mission work in general—would be to attend this conference in Cincinnati, October 22-24.
And we were right. We each covered three workshops to double the knowledge brought back
to our congregation!
We met our first goal—to learn more about Haiti missions—by attending the pre-conference
Haiti network meeting. The gathering of about a dozen people was moderated by Pix Mahler,
PC(USA) Haiti Partnership Facilitator. In attendance were several sponsoring church
representatives (like us), two supporting foundations (the Haiti Nursing Foundation and the
Medical Benevolence Foundation), two staff members from PCUSA headquarters, and a
representative from the Farmers’ Movement of Papay (yes—the very group we support,
represented by Mark and Jenny Hare, their new baby, Keila, and Mark’s mother [doting on
Here is a sample of the information shared:
A mission video is now available on the PC(USA) website; search on
Local churches should have just received a copy of World Mission Giving
Pix Mahler intends to communicate with network members via the PC(USA) site rather
than the Crossroads site [I intend to question this since the conference itself really
promoted use of the new Crossroads site]
Presbyterian mission in Haiti is operated in partnership with the Episcopal Diocese of
Haiti (EEP), which is the major Protestant presence in Haiti
It is Pix Mahler’s responsibility to facilitate this ongoing partnership with the EEP
Haiti Nursing Foundation funds the FSIL Nursing School at Episcopal University near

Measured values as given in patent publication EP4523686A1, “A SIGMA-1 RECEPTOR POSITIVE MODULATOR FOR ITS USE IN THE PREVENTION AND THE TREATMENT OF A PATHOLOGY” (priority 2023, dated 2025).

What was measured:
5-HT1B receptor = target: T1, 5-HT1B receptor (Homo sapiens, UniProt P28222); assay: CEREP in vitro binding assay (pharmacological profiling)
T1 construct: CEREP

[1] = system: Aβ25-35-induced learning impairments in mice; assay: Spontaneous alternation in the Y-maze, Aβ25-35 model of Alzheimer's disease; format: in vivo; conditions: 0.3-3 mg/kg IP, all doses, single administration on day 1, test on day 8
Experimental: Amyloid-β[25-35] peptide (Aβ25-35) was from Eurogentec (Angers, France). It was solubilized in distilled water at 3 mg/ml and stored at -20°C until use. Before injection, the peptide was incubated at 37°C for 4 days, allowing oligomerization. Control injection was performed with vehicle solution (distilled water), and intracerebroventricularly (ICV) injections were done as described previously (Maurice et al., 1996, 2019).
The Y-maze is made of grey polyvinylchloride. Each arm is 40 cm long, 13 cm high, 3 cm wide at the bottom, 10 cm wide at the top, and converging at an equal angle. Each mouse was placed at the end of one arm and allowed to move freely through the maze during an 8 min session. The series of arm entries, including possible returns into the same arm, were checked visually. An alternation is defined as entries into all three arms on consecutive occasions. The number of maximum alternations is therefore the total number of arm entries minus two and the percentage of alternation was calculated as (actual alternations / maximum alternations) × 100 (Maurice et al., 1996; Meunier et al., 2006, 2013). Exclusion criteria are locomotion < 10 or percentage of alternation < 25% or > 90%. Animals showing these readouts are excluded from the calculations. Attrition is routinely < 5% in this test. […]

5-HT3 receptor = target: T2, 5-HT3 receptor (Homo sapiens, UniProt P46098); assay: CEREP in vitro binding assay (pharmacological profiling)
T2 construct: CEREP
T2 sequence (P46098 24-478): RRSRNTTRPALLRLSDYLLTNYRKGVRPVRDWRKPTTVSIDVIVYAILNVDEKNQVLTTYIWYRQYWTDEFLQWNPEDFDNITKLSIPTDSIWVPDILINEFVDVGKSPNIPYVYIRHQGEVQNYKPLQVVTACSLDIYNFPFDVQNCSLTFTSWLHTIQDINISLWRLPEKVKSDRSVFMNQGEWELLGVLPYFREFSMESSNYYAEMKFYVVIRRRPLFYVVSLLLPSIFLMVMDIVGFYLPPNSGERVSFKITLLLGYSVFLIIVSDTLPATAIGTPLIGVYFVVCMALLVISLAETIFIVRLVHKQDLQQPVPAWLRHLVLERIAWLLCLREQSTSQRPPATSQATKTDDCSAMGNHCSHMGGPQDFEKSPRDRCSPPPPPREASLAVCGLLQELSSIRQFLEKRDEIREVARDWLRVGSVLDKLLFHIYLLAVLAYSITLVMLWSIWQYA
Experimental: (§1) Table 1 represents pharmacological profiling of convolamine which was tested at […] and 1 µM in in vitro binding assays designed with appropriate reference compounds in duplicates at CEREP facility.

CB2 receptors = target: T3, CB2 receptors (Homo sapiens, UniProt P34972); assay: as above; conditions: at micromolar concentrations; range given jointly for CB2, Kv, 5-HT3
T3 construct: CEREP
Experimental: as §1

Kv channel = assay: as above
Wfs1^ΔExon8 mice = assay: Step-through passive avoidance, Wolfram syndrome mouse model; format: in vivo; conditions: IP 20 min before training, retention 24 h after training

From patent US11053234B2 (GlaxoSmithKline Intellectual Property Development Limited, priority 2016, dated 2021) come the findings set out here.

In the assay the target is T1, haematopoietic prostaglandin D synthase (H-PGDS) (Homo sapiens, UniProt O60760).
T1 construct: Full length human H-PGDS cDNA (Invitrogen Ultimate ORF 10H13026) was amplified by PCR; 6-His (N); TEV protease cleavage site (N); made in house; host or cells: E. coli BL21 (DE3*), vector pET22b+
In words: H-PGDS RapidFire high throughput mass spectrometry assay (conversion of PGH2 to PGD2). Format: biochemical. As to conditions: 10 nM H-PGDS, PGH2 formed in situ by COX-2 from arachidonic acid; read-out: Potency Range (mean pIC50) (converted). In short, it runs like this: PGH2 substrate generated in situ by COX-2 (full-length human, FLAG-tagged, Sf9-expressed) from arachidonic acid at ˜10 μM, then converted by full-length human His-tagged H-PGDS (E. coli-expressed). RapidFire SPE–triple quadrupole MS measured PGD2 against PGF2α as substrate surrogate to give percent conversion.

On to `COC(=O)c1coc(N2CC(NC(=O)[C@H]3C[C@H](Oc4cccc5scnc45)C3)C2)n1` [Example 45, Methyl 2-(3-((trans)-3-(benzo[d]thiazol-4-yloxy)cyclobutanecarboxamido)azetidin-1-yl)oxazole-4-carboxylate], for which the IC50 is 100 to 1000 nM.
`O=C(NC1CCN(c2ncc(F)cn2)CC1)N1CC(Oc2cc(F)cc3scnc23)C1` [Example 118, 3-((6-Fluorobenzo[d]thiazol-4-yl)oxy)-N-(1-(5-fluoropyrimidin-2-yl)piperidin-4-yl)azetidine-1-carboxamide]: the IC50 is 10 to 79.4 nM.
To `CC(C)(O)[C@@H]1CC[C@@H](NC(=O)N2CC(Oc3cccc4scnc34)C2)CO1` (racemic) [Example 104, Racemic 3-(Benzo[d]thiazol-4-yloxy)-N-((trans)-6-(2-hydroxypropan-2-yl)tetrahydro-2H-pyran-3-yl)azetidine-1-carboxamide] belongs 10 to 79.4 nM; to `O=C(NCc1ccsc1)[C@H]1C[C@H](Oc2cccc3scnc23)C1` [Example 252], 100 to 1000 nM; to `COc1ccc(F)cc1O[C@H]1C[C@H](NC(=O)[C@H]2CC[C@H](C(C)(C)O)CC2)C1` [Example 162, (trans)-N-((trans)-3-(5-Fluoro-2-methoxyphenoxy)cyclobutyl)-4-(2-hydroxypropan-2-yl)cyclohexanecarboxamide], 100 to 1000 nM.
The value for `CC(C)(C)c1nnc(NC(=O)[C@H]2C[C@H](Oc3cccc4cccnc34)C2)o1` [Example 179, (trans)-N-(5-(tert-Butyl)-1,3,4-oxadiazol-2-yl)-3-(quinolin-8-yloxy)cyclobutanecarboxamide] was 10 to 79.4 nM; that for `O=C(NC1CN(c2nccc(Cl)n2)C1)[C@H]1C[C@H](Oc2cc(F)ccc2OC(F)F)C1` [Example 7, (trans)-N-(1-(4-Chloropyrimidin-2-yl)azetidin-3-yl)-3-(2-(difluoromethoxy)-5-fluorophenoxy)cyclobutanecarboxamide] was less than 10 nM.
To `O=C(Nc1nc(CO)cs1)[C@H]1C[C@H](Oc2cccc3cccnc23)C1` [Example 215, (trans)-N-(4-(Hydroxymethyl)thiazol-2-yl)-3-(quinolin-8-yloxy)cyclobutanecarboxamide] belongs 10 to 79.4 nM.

Mark Hare was a mission co-worker in Haiti for one year before spending 6 years in
Nicaragua; the duration of his latest assignment in Haiti is 5 years.
In Vienna, VA, is a faith based group called the Community Coalition for Haiti, which
joins local partners to work on medical, health, environmental, agricultural and
An organization called “Joining Hands” works to build bridges between congregations
in Haiti and congregations in the US; Lionel Derenoncourt, who coordinates the
program for PC(USA), reported the following:
-JH works in 9 other countries and has expanded from PCUSA to an
- JH takes an integrated approach: development, advocacy, education, hunger
-Haiti’s government systematically evades responsibility for people’s health
- There are more missionaries per capita in Haiti than anywhere else in the world!
-30-40 years ago Haiti was self-sufficient for food!
-US policies, food giveaways (“compassion”) and Haitian mismanagement glutted the
Haiti market with food so that Haiti farmers could not compete; varieties and quantities
of food grown decreased significantly
-There is now a substantial food crisis because world prices have skyrocketed and local
farming is no longer robust
-advocacy issue: Jatropha, the latest hot new thing in Haiti — a native wild plant that is
a direct producer of biofuel, but is poisonous in all its parts; will consume the richest
farmland (owned by the government and Catholic Church) and harm peoples. (India
researched the potential effects before rejecting this plant. There is also a study by